On October 29, 2020, the New York State Department of Financial Services (DFS) issued a letter to all depositories and non-depositories regulated by them regarding climate change and financial risks. This post is not about climate change. It is about how an unchecked bureaucracy can implement an agenda it cannot get through duly elected legislative bodies by wielding the power of regulation.
In her letter, Linda Lacewell, the DFS superintendent, said she expected regulated depositories under DFS supervision to:
1. Start integrating the financial risks from climate change into governance frameworks, risk management processes, and business strategies. For example, institutions should designate a board member, a committee of the board (or an equivalent function), as well as a senior management function, as accountable for the organization's assessment and management of the financial risks from climate change. This should include an enterprise-wide risk assessment to evaluate climate change and its impacts on risk factors such as credit risk, market risk, liquidity risk, operational risk, reputational risk, and strategy risk; and
2. Start developing their approach to climate-related financial risk disclosure and consider engaging with the Task Force for Climate-related Financial Disclosures framework and other established initiatives when doing so.
I visited the Task Force for Climate-related Financial disclosures website and downloaded their report to see what Superintendent Lacewell was talking about (see picture).
Not sure what they mean by metrics and targets. But the report does suggest that financial institutions in their annual reports disclose all of the above, including how much lending they do to climate related industries. Meaning how much lending do you do to industries that a partisan might not like, so that the power of the mob could agitate such a high level of reputational risk that the reporting financial institution would reduce or eliminate serving the out-of-favor industry(s).
A reminder, this is a far bigger issue than climate change. So don't come at me if you want to talk about climate change. This is about using the power of regulation to exert political will that does not have enough popular support amongst the governed to enact legislation.
In response to this alarming tactic, the OCC proposed in November a rule to ensure fair access to banking services provided by national banks, federal savings associations, and federal branches and agencies of foreign bank organizations. In its letter, acting Comptroller of the Currency Brian Brooks said "Fair access to financial services, credit, and capital are essential to our economy. This proposed rule would ensure that banks meet their responsibility to provide their services fairly since they enjoy special privilege and powers because if the system fails to provide fairness to all, it cannot be a source of strength for any."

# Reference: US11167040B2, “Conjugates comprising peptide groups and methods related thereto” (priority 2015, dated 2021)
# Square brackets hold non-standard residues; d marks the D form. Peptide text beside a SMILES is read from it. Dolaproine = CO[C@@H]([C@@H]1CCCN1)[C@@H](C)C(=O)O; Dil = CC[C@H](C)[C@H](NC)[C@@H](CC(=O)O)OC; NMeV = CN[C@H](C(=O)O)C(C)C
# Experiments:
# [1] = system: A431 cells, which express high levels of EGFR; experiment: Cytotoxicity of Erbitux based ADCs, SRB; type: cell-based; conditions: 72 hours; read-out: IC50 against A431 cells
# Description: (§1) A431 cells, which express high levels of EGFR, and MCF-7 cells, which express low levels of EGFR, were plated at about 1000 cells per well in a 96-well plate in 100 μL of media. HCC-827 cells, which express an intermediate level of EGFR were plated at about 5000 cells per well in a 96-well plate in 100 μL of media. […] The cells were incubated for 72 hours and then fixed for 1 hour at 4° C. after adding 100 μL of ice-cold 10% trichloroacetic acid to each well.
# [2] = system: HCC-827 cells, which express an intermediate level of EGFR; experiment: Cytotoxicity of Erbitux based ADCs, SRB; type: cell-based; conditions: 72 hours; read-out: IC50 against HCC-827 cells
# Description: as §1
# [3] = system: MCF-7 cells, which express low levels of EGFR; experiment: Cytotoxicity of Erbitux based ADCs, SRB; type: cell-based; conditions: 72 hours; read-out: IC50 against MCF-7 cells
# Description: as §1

The OCC's proposal would apply to the largest banks (>$100B in assets) in the country that may exert significant pricing power or influence over sectors of the national economy. If that last sentence isn't a testament to the importance of diversifying financial services, not sure what is. The proposal would require a covered bank to ensure it makes its products and services available to all customers in the community it serves, based on consideration of quantitative, impartial, risk-based standards established by the bank. Under the proposal, a covered bank's decision to deny services based on an objective assessment of the person's creditworthiness, ability to pay, or other quantitative, impartial, risk-based reasons would not violate the bank's obligation to fair access. Not sure what's worse. Bank's being bullied to "not lend" to industries based on the shrill of the mob or being forced to lend to industries that are against their values.
Now you may be in full agreement with strong-arming financial institutions to not lend to coal burning utilities.
But what about when you don't agree? Think about an industry or issue that you favor. And a bureaucrat waves the magic wand to cut off financial services or make it so difficult for the financial institution to bank your "favored" cause that it wouldn't be worth it.
The top 10 banks already control over 50% of all US banking assets. This is a testimony to decentralize banking. It's also a glimpse of how governments, without a will of the people mandate, can advance their agendas without consulting the people. It's a glimpse into tyranny.